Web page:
- The Wing Cap, despite being an interesting take on a power-up, is terribly finnicky to control in the air, even with the airplane-link maneuvering.
- When Mario gets hit by fire, he runs uncontrollably for a few seconds which can cause him to fall into a bottomless pit.
- Most of Mario's iconic power-ups are gone.
- The provided power-ups are only temporary.
- You go back to four lives when you reload your save.
- Weird in-game models for the characters especially Bowser. Thankfully, the remake fixed these models.
- Luigi is not seen nor mentioned in the game, thankfully this happened in the remake.
- 3D movement can be more difficult due to having to use a D-Pad to move around, using the touch screen controls make movement more frustrating. This can somewhat be mitigated by playing the game on a Nintendo 3DS and using the Circle Pad to move or the Wii U GamePad's Analog Stick if played on Wii U Virtual Console, however, you can still move in only eight directions using this method.
- All you get for collecting all 150 stars is the last minigame rabbit for Luigi, which is absolutely pointless as you can get on top of the castle with glitches and really well timed slide kicks into a Heaven's gate upwarp.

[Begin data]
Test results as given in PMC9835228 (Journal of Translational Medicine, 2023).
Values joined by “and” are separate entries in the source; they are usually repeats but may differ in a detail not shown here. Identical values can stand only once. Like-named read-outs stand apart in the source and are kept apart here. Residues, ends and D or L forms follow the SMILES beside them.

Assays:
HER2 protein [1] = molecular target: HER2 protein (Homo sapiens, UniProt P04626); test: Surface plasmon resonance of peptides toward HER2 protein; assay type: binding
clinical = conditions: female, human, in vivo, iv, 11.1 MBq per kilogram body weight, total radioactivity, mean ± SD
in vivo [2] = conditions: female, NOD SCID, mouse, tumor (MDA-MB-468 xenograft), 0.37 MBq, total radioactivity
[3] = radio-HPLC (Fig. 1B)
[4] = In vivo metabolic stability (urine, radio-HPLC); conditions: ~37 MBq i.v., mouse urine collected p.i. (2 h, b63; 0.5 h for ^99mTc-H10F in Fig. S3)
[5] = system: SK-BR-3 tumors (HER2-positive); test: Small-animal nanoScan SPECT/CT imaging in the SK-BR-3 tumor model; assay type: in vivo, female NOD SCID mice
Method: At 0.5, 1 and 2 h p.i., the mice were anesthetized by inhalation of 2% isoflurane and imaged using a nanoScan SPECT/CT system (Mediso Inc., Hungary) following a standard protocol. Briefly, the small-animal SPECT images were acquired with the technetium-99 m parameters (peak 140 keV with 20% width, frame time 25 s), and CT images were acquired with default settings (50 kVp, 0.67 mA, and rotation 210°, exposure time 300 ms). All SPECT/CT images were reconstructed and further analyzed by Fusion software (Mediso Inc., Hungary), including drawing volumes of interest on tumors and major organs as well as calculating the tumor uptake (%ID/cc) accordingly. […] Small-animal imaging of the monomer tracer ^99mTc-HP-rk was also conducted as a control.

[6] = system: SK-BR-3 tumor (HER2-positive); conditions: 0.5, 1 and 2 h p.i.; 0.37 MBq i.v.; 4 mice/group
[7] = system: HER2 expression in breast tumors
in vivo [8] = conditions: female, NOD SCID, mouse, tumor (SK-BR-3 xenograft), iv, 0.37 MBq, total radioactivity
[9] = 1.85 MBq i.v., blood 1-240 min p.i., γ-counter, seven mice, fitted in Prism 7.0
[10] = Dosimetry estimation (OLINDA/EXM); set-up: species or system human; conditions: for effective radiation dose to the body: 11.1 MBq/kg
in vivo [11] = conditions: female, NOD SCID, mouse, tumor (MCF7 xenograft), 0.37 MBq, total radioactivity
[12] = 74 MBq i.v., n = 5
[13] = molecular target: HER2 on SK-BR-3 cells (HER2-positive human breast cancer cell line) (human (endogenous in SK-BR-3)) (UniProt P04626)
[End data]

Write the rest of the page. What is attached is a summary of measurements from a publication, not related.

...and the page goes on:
- Wario has both poor jumping and very slow movement.
- Yoshi can't punch/kick nor grab or destroy certain enemies/objects.
- Some of the minigames are repeated twice or never end at all, such as the slot machine minigame.
- For the 3D All-Stars remake's bad qualities, see here.
Being one of the very first 3D games made, Super Mario 64 is considered by many to be one of the most important video games ever made as it made 3D gaming popular and set many standards for it at the time. Over 20 years later, it is still considered a remarkably good game despite showing its age and suffering flaws many early 3D games had.
- When Mario throws Bowser, he says “So long King Bowser.” This line became a meme for sounding more like “So long GAY Bowser.”
- There was also another meme where a specified copy of this game is personalized, with the game being haunted by a supernatural entity.
- The game has a glitch known as the backwards stairs jump which lets you skip the entire game and go straight for the final boss battle by doing a long jump on the infinite staircase and then quickly go to the opposite direction while you long jump.